The Chink files

Two items: first, a recent flap about sports reporting using the expression Chink in the armor in stories about Chinese-American (well, Taiwanese-American) basketball phenom Jeremy Lin; and second, e-mail to me objecting to my characterizing Chink as an epithet specifically for the Chinese (with my correspondent maintaining that it applied to all people of East Asian descent — because of their slit eyes).

Item 1 came from Victor Steinbok on ADS-L yesterday, who reported that chink in the armor was used in an ESPN interview with retired NBA player Walt Frazier and Chink in the Armor? as a mobile feed headline on ESPN. The anchor who did the interview, Max Bretos, has been suspended and the anonymous writer of the headline has been fired.

Bretos could be defended — as a number of people have, for instance Ta-Nehisi Coates, here — as having come up with a common expression on the fly, in conversation, to refer to a weakness, though in the context, Bretos’s choice of words was unfortunate and merits an apology. The writer is another matter. As Coates puts it:

Making catchy puns is part of writing headlines. Headlines are also written–you actually have to take a moment to think about them.  With that in mind, it’s  really hard to believe that the person who wrote “Chink In The Armor” to describe Lin didn’t see the double-entrendre [the “demeaning punnery”, as Jon Lighter put it on ADS-L]. If they didn’t, they shouldn’t be writing headlines anyway.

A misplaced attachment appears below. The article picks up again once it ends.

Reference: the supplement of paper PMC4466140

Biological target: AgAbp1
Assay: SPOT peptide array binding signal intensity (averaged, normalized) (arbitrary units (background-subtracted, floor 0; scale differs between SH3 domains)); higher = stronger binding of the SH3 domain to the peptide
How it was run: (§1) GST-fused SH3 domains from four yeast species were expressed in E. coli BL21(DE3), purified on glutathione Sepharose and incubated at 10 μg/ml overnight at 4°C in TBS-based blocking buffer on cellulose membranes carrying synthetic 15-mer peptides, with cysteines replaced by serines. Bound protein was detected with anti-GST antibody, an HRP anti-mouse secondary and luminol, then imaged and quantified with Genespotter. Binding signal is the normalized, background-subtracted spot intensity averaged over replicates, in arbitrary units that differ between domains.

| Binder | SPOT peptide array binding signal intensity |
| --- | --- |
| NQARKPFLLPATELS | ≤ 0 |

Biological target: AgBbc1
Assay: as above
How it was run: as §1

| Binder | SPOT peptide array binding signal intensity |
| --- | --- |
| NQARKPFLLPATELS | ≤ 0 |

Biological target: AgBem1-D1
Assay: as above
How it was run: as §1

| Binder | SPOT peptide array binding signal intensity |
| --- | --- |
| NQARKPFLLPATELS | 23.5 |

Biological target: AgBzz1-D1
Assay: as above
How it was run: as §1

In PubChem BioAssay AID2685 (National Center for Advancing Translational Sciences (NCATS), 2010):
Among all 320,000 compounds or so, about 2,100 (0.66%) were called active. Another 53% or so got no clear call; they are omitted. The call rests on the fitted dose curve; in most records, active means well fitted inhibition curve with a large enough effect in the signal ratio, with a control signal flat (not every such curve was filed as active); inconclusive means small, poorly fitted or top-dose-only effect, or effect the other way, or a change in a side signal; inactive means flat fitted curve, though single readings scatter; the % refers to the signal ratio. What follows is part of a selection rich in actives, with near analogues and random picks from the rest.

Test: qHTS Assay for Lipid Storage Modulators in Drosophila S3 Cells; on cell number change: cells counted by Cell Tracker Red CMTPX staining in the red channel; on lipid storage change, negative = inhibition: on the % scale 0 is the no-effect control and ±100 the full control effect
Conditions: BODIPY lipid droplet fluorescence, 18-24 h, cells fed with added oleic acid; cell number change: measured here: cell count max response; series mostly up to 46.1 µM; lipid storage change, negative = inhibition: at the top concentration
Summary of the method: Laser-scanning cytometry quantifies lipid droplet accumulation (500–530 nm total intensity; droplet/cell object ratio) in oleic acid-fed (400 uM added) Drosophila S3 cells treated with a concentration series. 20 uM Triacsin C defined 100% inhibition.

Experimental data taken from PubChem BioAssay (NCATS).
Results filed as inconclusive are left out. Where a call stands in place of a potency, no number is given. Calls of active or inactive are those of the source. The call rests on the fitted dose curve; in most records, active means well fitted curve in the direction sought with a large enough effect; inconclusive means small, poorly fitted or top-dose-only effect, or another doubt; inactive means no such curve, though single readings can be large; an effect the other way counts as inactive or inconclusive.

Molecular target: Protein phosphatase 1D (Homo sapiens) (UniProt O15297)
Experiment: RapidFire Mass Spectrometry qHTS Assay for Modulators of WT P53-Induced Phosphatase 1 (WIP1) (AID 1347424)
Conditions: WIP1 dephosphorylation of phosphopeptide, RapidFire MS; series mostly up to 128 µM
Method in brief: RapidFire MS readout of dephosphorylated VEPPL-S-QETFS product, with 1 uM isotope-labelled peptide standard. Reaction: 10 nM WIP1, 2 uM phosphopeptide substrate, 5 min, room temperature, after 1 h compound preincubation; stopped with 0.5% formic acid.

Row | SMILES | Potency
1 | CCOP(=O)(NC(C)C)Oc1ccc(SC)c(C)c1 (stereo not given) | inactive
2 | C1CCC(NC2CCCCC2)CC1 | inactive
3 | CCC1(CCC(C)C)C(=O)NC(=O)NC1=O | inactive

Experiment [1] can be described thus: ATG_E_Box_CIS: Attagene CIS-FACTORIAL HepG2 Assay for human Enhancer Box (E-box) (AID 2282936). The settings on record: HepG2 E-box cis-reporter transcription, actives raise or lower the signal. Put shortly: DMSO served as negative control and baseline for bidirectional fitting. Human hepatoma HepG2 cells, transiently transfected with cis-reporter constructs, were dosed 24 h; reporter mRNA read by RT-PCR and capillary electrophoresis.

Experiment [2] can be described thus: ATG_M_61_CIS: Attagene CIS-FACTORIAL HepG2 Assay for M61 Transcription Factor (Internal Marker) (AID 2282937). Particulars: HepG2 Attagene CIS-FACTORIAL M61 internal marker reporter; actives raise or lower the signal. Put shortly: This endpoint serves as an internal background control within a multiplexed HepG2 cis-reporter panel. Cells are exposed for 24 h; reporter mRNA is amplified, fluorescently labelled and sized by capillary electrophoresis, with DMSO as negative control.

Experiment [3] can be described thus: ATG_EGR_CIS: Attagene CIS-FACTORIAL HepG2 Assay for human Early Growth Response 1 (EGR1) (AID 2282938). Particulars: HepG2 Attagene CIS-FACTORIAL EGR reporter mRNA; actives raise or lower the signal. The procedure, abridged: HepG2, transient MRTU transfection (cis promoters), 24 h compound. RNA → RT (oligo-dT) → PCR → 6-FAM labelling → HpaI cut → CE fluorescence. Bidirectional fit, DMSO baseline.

(Note: we’re protective of Jeremy Lin in these parts. He’s a Palo Alto High School graduate.)

On to item 2, an e-mail message back in December from someone with a Korean family name (this will turn out to be relevant), about my “Vanishing slurs” posting (here). on the slurs Chink and Jap. My correspondent

thought that the last statement was a bit misinformed,

” I hear rumors that the rich, famous, and socially advantaged among us sometimes dabble in cocaine these days as then, but we no longer sing about it playfully, just as decent folk no longer use epithets for the Chinese and Japanese. Well, not in public or in places where we might get quoted.”

The term chink by definition is a small crack in a wall  or narrow opening, but it is a derogatory term not only for Chinese, but for people of all people of East Asian de[s]cent by remarking on how the opening[s] in their eyes are very narrow .

I thought you should understand the full depth of this term from the aforementioned statement and that it is not exclusive to “Chinese.” [“Full depth?” Is a slur more grave if it applies to a larger group than if it applies to a smaller one?]